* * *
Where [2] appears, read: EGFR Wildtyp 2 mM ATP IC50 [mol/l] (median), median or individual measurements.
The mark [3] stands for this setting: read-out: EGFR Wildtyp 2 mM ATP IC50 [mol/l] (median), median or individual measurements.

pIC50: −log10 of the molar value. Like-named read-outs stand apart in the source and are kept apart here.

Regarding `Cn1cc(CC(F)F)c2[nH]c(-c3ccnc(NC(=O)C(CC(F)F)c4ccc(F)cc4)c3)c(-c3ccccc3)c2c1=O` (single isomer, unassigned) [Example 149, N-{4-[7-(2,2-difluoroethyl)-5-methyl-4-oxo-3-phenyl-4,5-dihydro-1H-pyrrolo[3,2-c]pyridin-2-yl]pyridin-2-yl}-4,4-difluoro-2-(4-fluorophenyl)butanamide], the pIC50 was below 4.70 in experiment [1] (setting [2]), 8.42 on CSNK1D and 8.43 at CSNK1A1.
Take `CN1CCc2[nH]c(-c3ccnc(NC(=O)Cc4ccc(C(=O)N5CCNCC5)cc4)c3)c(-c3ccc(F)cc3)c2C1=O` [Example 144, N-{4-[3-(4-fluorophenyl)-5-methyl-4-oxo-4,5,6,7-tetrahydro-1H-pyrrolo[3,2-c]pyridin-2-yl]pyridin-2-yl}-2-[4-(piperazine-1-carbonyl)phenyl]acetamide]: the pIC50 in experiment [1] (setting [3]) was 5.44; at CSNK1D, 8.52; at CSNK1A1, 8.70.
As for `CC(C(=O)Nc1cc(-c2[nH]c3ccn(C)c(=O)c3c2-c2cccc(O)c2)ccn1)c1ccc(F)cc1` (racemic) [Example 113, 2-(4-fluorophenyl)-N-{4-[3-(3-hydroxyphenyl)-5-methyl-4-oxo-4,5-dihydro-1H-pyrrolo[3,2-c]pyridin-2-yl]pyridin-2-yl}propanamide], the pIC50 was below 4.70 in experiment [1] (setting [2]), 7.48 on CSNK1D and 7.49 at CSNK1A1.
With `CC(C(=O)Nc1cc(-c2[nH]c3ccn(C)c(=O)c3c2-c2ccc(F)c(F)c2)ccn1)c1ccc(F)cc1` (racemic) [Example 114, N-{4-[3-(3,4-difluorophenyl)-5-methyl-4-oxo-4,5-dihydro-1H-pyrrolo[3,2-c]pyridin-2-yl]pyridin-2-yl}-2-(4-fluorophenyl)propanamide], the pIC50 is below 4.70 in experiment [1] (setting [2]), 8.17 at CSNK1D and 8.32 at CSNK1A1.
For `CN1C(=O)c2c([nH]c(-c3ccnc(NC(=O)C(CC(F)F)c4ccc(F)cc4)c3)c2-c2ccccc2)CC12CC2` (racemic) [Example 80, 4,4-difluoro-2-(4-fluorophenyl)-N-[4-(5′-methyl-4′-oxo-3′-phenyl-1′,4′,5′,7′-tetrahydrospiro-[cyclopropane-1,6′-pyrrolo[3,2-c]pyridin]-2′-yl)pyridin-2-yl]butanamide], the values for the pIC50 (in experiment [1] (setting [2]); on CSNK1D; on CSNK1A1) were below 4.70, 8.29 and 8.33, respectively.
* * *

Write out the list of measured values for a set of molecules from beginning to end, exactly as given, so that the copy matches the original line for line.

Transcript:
Where [2] appears, read: EGFR Wildtyp 2 mM ATP IC50 [mol/l] (median), median or individual measurements.
The mark [3] stands for this setting: read-out: EGFR Wildtyp 2 mM ATP IC50 [mol/l] (median), median or individual measurements.

pIC50: −log10 of the molar value. Like-named read-outs stand apart in the source and are kept apart here.

Regarding `Cn1cc(CC(F)F)c2[nH]c(-c3ccnc(NC(=O)C(CC(F)F)c4ccc(F)cc4)c3)c(-c3ccccc3)c2c1=O` (single isomer, unassigned) [Example 149, N-{4-[7-(2,2-difluoroethyl)-5-methyl-4-oxo-3-phenyl-4,5-dihydro-1H-pyrrolo[3,2-c]pyridin-2-yl]pyridin-2-yl}-4,4-difluoro-2-(4-fluorophenyl)butanamide], the pIC50 was below 4.70 in experiment [1] (setting [2]), 8.42 on CSNK1D and 8.43 at CSNK1A1.
Take `CN1CCc2[nH]c(-c3ccnc(NC(=O)Cc4ccc(C(=O)N5CCNCC5)cc4)c3)c(-c3ccc(F)cc3)c2C1=O` [Example 144, N-{4-[3-(4-fluorophenyl)-5-methyl-4-oxo-4,5,6,7-tetrahydro-1H-pyrrolo[3,2-c]pyridin-2-yl]pyridin-2-yl}-2-[4-(piperazine-1-carbonyl)phenyl]acetamide]: the pIC50 in experiment [1] (setting [3]) was 5.44; at CSNK1D, 8.52; at CSNK1A1, 8.70.
As for `CC(C(=O)Nc1cc(-c2[nH]c3ccn(C)c(=O)c3c2-c2cccc(O)c2)ccn1)c1ccc(F)cc1` (racemic) [Example 113, 2-(4-fluorophenyl)-N-{4-[3-(3-hydroxyphenyl)-5-methyl-4-oxo-4,5-dihydro-1H-pyrrolo[3,2-c]pyridin-2-yl]pyridin-2-yl}propanamide], the pIC50 was below 4.70 in experiment [1] (setting [2]), 7.48 on CSNK1D and 7.49 at CSNK1A1.
With `CC(C(=O)Nc1cc(-c2[nH]c3ccn(C)c(=O)c3c2-c2ccc(F)c(F)c2)ccn1)c1ccc(F)cc1` (racemic) [Example 114, N-{4-[3-(3,4-difluorophenyl)-5-methyl-4-oxo-4,5-dihydro-1H-pyrrolo[3,2-c]pyridin-2-yl]pyridin-2-yl}-2-(4-fluorophenyl)propanamide], the pIC50 is below 4.70 in experiment [1] (setting [2]), 8.17 at CSNK1D and 8.32 at CSNK1A1.
For `CN1C(=O)c2c([nH]c(-c3ccnc(NC(=O)C(CC(F)F)c4ccc(F)cc4)c3)c2-c2ccccc2)CC12CC2` (racemic) [Example 80, 4,4-difluoro-2-(4-fluorophenyl)-N-[4-(5′-methyl-4′-oxo-3′-phenyl-1′,4′,5′,7′-tetrahydrospiro-[cyclopropane-1,6′-pyrrolo[3,2-c]pyridin]-2′-yl)pyridin-2-yl]butanamide], the values for the pIC50 (in experiment [1] (setting [2]); on CSNK1D; on CSNK1A1) were below 4.70, 8.29 and 8.33, respectively.